Son Receives Entitlement From a Very Small Estate
Published 16 Jul 2014
Author: David Cossalter
This matter was heard before His Honour Young AJ in the Supreme Court of New South Wales.
The Plaintiff in this matter, Joseph Paul Dunne (Joseph), was the son of the Deceased, the late John Joseph Dunne (Mr Dunne) from his second marriage. The Defendant, Paul John Dunne (Paul), was also a son of Mr Dunne from his second marriage.
Mr Dunne’s estate was small, and the only asset was his home at Narrabri, which was valued at $270,000. Mr Dunne left his entire estate to Paul.
In considering Joseph’s application for family provision, the Court took into account Joseph’s circumstances. Joseph was a 49-year-old pensioner with physical and mental health problems. Joseph’s wife, Jenelle, was also a pensioner. Joseph and Jenelle owned their own property, however this was of relatively small value as the house on their property did not have council approval.
The court took into account that Joseph had very little contact with Mr Dunne, after he left the family home. On the other hand, Paul had a close relationship with his father and was his carer for the five and a half years before he passed away. On the evidence there were reasons for Joseph’s lack of contact with his father, including that Mr Dunne did not approve of Joseph’s choice of wife.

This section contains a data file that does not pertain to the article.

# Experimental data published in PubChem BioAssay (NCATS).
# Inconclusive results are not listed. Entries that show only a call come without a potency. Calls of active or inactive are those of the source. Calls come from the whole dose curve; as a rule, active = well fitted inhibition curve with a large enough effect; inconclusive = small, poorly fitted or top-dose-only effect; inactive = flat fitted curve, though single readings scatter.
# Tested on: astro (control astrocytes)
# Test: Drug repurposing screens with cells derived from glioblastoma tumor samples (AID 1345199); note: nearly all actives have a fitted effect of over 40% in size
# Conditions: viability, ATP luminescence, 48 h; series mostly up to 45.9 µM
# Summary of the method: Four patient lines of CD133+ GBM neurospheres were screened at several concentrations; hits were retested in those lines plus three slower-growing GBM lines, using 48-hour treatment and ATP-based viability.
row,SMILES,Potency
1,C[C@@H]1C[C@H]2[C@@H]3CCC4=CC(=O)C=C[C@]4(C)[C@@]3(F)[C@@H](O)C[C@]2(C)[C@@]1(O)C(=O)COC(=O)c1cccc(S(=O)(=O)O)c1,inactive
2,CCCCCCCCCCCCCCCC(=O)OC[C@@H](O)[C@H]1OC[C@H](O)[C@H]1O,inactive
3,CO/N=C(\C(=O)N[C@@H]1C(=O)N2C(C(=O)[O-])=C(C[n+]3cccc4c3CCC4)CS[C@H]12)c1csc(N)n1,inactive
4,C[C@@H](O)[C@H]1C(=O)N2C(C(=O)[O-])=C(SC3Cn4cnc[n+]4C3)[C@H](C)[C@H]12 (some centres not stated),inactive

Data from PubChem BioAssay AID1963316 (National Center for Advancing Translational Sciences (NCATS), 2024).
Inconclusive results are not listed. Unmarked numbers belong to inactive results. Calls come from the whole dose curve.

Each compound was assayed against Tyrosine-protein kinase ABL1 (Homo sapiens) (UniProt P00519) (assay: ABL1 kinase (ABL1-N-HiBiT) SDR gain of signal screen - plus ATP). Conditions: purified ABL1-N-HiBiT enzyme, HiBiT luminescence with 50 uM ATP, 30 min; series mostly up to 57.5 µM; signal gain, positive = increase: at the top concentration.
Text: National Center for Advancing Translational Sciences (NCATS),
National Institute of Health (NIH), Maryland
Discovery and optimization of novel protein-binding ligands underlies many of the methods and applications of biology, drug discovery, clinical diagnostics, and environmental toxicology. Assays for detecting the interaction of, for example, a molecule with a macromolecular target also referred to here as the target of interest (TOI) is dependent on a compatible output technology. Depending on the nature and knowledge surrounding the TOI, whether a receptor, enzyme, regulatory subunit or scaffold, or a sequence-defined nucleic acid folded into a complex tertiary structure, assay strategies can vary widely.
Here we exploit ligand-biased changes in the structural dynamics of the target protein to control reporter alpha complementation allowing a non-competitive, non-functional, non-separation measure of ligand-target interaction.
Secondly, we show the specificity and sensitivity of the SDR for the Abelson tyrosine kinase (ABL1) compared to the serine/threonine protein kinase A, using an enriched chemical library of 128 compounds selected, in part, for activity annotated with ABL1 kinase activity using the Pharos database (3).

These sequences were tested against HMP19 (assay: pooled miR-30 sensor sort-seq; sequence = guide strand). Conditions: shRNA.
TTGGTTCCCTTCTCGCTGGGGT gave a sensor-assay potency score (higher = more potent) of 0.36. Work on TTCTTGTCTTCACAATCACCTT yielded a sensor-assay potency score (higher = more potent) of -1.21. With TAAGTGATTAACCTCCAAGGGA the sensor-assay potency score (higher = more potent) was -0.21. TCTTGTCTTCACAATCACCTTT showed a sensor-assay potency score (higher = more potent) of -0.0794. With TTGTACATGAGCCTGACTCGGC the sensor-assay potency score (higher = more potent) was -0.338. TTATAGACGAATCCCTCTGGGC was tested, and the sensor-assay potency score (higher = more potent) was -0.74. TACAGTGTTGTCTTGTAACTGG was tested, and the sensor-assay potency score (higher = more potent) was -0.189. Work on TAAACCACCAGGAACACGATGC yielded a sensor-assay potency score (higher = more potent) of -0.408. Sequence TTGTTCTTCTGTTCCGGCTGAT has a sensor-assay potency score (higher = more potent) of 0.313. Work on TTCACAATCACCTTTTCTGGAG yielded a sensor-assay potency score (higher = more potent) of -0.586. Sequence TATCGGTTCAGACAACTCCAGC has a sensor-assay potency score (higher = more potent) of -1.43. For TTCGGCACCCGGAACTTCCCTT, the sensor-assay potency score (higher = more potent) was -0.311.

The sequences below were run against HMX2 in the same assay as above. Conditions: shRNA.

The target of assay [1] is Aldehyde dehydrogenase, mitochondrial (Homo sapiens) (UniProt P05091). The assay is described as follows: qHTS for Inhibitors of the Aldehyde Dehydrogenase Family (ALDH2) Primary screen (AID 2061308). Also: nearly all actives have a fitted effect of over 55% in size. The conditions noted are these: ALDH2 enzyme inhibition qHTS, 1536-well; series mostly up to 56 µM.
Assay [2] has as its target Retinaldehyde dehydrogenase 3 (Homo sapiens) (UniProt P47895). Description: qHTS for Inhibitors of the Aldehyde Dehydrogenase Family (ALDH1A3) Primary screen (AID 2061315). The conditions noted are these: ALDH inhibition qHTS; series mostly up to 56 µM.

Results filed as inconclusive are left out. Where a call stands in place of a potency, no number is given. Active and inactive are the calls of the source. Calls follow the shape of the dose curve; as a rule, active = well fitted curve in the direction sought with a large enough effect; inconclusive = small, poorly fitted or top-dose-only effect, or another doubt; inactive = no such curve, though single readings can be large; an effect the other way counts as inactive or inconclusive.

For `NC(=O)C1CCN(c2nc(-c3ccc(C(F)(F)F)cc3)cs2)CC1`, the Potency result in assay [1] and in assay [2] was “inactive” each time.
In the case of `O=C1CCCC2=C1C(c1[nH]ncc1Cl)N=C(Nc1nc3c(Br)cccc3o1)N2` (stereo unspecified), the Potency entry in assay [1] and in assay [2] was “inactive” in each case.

In his evidence Joseph outlined that he required $130,000 to build a house on his land, $34,500 for a second-hand four wheel drive vehicle for transport as well as use on his property, $10,000 for a water pump and $30,000 for a tractor.
The Defendant submitted, and the court accepted, that Joseph did not need a tractor, as his poor health would not allow him to use it and his land did not require it. Furthermore, the Court found that the estate was not large enough to meet Joseph’s entire claim. The Court considered that Joseph’s primary need was for a second-hand four-wheel drive, and a sum of money to help him plan for a rainy day.
Taking all the evidence into account, including Joseph’s needs, his relationship with his father compared to that of Paul, as well as Joseph’s claim the Court ordered that Joseph receive a legacy of $60,000 out of Mr Dunne’s estate.